The easiest way for a company to get in over their head and lose control over processes and procedures is to grow too quickly. More specifically, to grow too quickly without the proper foundation to build upon. This plays a major role in what outside partners, vendors, suppliers or other 3rd parties are willing to do within the relationship. Costs can spiral out of control as decisions are made at a reactive level instead of proactive approach. A major business unit often effected the most by this kind of chaotic way of doing business is the Supply Chain. One of the biggest concerns a company has is any disruption to the supply chain. A common area where disruption can take place is within the logistics/transportation network.
So how can a company help to prevent disruption within their network?
A relationship with a carrier is a two way street. A company wants to be able to ship their products in a timely manner, for the lowest cost possible resulting in a secure, damage-free delivery. A carrier wants a shipper to set them up in the best way possible to achieve those goals. Becoming a shipper of choice is becoming an increasingly important part of the logistics practice. The days of just beating down carriers to get the lowest price possible, whether its LTL, FTL, Parcel, Ocean or Air Freight, are long gone. The transportation industry hasn’t always taken advantage of what it is they truly offer but they are slowly coming around to the times. They now understand that what they have is a valuable commodity and finding the best shipper to partner with to utilize that commodity is very important for maintaining a good operating ratio.
What is the commodity a carrier possesses?
Space. They have the space in a container, in a truck, in a trailer, in an airplane to move your freight from one place to the next. Their goal is to be as efficient as possible with that freight. Think of that space as a 3D puzzle. How does your freight fit into that puzzle? If a shipper has developed bad habits over time and does not take the time to think about how their freight is going to enter the transportation network, carriers will begin to do one of two things; either drop you as a client or raise your prices to accommodate the ineptitude.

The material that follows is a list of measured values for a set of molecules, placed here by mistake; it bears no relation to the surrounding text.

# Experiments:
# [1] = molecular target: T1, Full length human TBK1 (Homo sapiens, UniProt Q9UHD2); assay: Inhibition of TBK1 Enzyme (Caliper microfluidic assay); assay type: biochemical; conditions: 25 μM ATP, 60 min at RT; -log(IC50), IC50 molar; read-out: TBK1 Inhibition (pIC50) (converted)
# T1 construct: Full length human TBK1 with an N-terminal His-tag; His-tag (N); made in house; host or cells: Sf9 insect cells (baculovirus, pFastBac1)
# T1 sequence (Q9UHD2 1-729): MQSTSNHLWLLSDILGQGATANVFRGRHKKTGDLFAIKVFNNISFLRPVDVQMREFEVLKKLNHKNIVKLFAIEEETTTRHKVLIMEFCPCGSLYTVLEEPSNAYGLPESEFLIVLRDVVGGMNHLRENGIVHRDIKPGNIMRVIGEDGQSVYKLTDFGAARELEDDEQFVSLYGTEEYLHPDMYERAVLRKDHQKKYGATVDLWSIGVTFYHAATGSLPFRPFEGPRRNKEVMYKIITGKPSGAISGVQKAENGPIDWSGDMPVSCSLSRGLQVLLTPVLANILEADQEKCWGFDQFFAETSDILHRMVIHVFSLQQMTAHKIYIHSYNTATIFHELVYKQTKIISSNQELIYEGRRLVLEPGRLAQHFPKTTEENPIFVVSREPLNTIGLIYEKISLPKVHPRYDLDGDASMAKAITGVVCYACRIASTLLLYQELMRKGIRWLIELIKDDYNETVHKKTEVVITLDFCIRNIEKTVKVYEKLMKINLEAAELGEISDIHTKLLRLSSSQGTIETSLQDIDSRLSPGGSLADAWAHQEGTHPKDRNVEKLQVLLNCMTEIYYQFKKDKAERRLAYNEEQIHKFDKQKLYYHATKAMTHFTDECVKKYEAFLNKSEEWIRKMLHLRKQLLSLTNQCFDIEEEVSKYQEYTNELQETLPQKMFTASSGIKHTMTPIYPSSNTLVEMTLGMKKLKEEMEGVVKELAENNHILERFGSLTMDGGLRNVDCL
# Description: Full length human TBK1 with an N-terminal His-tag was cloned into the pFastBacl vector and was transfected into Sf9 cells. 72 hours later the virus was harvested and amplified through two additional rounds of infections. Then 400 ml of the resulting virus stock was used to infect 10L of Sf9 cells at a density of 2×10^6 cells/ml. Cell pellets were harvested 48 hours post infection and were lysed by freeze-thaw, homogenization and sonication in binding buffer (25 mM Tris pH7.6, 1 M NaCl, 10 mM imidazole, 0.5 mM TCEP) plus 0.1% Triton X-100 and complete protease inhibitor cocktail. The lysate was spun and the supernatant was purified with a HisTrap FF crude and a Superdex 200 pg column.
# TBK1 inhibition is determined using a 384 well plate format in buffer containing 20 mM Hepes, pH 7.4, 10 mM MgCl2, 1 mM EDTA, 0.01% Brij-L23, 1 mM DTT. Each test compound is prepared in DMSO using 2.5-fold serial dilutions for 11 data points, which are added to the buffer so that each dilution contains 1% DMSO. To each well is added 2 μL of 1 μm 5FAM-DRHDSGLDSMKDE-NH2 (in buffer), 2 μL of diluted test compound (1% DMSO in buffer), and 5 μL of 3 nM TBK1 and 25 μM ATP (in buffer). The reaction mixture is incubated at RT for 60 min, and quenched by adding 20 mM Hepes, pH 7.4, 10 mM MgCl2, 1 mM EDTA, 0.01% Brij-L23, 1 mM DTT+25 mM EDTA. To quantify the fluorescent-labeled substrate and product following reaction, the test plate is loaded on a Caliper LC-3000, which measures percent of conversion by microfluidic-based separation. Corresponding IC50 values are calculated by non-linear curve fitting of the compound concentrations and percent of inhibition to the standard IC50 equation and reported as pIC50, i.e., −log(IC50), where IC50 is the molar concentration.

This idea needs to be transmitted throughout an entire organization. Procurement and finance will tend to only look at the numbers. What can be done to drive down cost? Sometimes it requires a look from within. A carrier will be more willing to reduce cost if a shipper pays more attention to detail when freight enters the supply chain network. If a company’s internal resources are properly trained in how to effectively label freight, safely and adequately package freight, provide accurate descriptions of the freight, use standardized dimensions when possible, use quality pallets, provide ample lead-time when possible, be flexible on your end while remaining consistent in your process, and provide a clean, safe and overall attractive driver facility, carriers will be fighting over the ability to pick up your freight.
Relationships with carriers are critical. In order to help reduce the risk of supply chain disruption, companies should be looking at as many ways as possible to be considered a shipper of choice. Carriers will appreciate the consideration and will be more likely to work with a company on the cost element. Expecting to pay less simply because it’s been 12 months and it’s time to release a RFP is a dangerous approach. Using properly timed-out RFPs to help build relationships with the carriers and to gain more knowledge of how you can improve as a shipper in order to achieve the best price is a better foundation from which to build upon.